Income inequality is the defining issue of the 2016 election. It fueled Bernie Sanders’ near upset win over Hillary Clinton, and it is fueling Trump’s candidacy. People are working harder and making less. They’re angry.
The American middle class flourished after World War 2 up until the mid-1970s, when a curious thing happened. Whereas between the New Deal and the mid-1970s, workers got a big share of economic growth, after that point, their share steadily shrank until it became negligible. Today, if the economy grows, the average American sees almost none of it. Who gets it? You guessed it–the top 1-5%. The people who are most influential in government policy.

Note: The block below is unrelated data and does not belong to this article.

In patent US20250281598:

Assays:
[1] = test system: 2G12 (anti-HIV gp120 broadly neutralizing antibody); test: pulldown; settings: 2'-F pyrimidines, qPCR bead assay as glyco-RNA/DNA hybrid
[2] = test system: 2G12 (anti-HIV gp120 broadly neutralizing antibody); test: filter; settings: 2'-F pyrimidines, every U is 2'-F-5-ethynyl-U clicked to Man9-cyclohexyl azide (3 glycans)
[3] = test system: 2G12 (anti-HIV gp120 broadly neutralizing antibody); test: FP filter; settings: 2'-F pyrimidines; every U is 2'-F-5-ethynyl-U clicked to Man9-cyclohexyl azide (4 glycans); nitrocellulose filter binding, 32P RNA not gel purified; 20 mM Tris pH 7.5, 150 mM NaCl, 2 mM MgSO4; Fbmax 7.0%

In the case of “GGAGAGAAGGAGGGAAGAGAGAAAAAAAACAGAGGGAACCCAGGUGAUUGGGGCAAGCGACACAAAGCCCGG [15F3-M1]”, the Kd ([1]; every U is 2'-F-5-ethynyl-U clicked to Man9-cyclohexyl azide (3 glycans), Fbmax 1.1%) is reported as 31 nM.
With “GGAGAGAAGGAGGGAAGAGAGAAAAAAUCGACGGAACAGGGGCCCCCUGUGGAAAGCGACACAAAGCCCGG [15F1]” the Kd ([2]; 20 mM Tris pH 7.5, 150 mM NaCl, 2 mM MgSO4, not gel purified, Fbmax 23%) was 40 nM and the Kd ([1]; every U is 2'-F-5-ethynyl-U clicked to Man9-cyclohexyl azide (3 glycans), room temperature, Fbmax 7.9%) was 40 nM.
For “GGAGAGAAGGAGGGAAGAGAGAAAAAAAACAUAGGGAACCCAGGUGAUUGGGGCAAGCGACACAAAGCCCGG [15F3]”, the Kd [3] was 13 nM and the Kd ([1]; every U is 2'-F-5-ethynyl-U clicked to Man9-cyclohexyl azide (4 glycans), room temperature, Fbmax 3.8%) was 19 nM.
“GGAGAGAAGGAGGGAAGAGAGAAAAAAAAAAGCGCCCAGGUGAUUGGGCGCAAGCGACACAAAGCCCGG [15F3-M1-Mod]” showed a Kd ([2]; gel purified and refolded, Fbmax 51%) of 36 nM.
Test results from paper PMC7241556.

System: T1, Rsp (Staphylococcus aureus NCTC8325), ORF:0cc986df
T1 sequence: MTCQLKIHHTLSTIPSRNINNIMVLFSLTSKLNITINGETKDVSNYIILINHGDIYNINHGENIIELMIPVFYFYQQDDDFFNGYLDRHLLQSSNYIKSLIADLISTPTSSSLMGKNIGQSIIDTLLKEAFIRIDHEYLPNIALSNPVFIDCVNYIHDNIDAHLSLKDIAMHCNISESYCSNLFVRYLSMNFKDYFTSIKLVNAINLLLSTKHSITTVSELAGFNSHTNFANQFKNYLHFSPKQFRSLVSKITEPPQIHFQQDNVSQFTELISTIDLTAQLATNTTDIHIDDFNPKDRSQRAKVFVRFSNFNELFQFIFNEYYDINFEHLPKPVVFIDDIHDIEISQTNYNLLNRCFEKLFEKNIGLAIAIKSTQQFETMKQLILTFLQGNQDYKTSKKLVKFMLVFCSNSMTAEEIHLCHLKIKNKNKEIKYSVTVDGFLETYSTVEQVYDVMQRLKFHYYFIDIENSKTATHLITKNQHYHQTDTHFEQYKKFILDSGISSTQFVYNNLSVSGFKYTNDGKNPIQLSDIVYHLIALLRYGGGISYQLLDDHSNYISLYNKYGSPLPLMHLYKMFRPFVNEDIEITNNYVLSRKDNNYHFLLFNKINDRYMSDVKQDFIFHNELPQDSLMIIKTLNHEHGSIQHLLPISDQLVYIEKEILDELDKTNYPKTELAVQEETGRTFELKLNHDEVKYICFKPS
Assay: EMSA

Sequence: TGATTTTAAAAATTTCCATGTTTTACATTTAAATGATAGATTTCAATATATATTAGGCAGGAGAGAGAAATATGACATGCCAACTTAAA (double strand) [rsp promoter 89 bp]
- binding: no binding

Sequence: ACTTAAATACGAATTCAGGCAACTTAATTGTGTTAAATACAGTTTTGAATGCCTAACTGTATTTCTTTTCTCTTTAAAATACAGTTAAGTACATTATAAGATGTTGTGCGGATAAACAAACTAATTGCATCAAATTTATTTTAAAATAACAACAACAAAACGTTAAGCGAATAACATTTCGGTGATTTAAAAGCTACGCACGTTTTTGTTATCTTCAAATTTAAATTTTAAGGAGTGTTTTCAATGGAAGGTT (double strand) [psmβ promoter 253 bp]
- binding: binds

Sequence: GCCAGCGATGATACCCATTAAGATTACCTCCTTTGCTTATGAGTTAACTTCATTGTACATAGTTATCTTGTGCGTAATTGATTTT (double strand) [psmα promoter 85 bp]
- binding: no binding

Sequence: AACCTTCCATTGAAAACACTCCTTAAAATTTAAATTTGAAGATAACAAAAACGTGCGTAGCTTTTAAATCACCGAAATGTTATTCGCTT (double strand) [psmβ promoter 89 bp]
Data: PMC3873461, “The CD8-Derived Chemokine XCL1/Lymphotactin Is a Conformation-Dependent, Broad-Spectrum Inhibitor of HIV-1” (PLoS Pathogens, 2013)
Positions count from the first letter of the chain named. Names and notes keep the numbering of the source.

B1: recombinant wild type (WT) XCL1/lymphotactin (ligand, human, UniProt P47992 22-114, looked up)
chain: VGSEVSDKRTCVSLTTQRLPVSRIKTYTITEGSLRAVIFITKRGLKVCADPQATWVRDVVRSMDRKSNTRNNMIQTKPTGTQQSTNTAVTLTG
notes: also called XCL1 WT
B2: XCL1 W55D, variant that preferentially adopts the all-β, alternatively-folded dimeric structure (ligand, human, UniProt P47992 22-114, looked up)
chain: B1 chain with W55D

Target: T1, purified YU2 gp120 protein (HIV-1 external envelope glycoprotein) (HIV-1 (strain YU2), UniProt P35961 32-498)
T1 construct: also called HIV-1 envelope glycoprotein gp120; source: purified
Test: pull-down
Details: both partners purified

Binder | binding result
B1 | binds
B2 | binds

These people don’t like to share. A recent study confirmed their attitude. Doesn’t matter if you’re Republican or Democrat, if you’re rich, you likely just don’t care that other people work hard but are barely making it.
Economists don’t know why this happened, but Stan Sorscher of the Economic Opportunity Institute has an idea. Check it out here. His answer is economic policies that favor Capital over Labor, enacted by governments influenced disproportionately heavily by America’s investor class.
The Economic Policy Institute chimes in on the issue here. They call for economic policies that not only encourage economic growth but reconnect that growth with gains in worker pay.